Recently, several people have asked me exactly what it is I’m doing here. “Just working. Doing some research. You know, usability stuff.”
Lame, I know. But when it comes to work, its hard to know how much is enough and how much is too much. That’s the good thing about a blog: no one’s being held captive. If I’m boring, you can just hit the back button and get back to reading Dlisted.
I work in the Affective Technology Research Group at the Open University of Catalonia. Our goal is to understand how a person’s emotional response to a learning environment influences their engagement and desire to learn. To do that, the team is continually evaluating new tools designed to measure emotion (a notoriously tricky endeavor). From observation techniques (quite literally pulled from a script of the t.v. show Lie to Me), to physiological sensing tools like face readers and galvanic skin sensors to neuropsychological measures like EEG, the team triangulates different methods in their pursuit of reliable insight into learners’ expectations, feelings, aspirations, desires, interests and aesthetic preferences.
Of course, it would be a whole lot easier (not to mention cheaper) just to ask people how they feel, but it turns out human beings hide and repress our emotions for a million big and small reasons. We lie. We forget. We just don’t know. Even in seemingly mundane tasks, emotions can be quite complex – a messy mix of different high and low intensity feelings that are difficult to sort out on a therapists’ couch, let alone in a usability lab.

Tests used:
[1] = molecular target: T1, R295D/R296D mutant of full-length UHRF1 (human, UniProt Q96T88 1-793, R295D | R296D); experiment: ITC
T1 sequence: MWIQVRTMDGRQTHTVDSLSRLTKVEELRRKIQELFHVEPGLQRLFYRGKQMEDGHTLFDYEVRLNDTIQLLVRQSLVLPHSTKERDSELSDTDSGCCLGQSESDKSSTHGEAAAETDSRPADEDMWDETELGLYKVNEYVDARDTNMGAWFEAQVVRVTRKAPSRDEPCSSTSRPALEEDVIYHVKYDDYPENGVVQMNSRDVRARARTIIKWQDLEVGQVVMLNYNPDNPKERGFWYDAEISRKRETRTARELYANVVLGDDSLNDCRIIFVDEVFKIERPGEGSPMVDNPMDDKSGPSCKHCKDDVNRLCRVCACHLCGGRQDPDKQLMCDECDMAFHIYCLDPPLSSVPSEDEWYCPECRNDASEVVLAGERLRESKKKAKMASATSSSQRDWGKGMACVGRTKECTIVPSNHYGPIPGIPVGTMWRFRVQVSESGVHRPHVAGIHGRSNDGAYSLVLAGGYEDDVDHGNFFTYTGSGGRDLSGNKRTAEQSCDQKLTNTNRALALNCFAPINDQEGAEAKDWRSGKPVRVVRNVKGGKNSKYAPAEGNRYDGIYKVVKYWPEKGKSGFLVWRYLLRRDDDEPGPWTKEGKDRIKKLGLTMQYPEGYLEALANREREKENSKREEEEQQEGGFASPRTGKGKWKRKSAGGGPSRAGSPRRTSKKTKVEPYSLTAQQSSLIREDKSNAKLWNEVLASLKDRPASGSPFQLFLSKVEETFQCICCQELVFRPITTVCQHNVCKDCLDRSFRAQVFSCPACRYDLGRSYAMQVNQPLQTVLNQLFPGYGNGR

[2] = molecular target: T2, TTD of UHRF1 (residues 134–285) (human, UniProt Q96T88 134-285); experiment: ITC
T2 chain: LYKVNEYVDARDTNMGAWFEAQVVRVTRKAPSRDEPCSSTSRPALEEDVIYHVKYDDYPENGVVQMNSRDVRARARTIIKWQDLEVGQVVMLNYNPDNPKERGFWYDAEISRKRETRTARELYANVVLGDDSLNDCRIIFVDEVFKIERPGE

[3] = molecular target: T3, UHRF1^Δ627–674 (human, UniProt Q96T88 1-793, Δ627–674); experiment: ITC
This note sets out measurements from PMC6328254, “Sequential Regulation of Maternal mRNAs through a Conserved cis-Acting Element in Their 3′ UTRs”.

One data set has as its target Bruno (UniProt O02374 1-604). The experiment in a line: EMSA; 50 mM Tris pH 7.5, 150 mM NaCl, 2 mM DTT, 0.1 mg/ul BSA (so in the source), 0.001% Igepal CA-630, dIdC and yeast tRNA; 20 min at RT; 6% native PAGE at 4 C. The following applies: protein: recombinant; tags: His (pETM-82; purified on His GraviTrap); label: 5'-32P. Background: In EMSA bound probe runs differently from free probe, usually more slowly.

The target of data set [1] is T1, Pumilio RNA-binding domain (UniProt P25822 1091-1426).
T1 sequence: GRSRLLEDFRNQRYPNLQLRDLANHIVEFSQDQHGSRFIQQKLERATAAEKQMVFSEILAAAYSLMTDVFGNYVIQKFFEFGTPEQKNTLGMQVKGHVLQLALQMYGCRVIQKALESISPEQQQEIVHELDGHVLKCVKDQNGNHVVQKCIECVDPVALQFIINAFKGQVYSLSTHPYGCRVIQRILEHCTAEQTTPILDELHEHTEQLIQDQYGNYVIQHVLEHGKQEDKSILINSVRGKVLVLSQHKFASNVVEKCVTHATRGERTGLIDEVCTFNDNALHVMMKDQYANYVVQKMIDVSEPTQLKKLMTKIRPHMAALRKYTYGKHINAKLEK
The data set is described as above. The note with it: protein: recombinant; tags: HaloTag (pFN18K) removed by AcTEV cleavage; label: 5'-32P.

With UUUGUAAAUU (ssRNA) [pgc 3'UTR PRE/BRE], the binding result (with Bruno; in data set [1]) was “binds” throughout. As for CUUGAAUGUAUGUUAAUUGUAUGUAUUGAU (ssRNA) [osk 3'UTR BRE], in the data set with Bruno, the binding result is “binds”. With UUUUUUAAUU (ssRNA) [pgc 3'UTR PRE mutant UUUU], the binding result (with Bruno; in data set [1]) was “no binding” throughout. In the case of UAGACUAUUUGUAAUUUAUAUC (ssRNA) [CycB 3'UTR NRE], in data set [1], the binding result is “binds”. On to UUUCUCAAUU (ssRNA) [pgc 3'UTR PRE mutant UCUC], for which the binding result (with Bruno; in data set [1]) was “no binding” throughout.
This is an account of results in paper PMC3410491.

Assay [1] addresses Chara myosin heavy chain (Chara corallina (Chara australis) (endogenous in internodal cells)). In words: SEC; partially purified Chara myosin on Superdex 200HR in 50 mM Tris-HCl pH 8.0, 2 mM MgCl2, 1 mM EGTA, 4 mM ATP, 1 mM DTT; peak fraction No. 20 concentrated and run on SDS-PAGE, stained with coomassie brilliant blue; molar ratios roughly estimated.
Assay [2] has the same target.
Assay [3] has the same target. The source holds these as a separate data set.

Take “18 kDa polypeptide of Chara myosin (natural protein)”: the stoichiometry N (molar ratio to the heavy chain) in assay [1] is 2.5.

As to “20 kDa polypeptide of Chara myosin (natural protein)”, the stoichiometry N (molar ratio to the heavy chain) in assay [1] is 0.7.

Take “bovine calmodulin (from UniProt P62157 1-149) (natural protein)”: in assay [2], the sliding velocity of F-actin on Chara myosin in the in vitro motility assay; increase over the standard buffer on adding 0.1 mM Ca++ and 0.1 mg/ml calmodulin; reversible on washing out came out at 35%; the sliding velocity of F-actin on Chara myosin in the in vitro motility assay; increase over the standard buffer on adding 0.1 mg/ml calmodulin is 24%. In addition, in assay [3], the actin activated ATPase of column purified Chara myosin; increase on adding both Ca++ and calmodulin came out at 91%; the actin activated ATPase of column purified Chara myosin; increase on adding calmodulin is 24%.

My main project at UOC is a research study to evaluate a self-response survey method called “affect-tagging”. It looks something like this: Bring 50 students into a lab and record them performing tasks in the UOC’s Virtual Campus – the online portal through which all content delivery and student/teacher interactions are facilitated. After the tasks, ask them to complete a survey about their experience -- half get a verbal survey and the other half get a non-verbal survey using animated characters depicting a relevant set of emotions: happiness, desire, fascination, satisfaction, sadness, disgust, boredom and dissatisfaction, each relating to different aspects of the portal’s usability, likeability and aesthetics. We then compare their self-reported responses against an expert emotional heuristic assessment (Again, see Lie to Me) or biofeedback data (Again, face scanners and skin sensors). That's it. Measure, analyze, rinse, repeat. The goal is to find the self-report tool (cheap and easy) that most reliably captures a user’s true emotion, as indicated by the other, more expensive and time consuming methods.
Before I left, I told my friend Carol a little about the work I’d be doing. Her first question was so obvious, yet I hadn’t really thought about it. “How will you do research on a portal written in another language,” she asked “and with users who don’t speak English?” Carol, you’ll be interested to know that I still haven’t quite figured that out yet.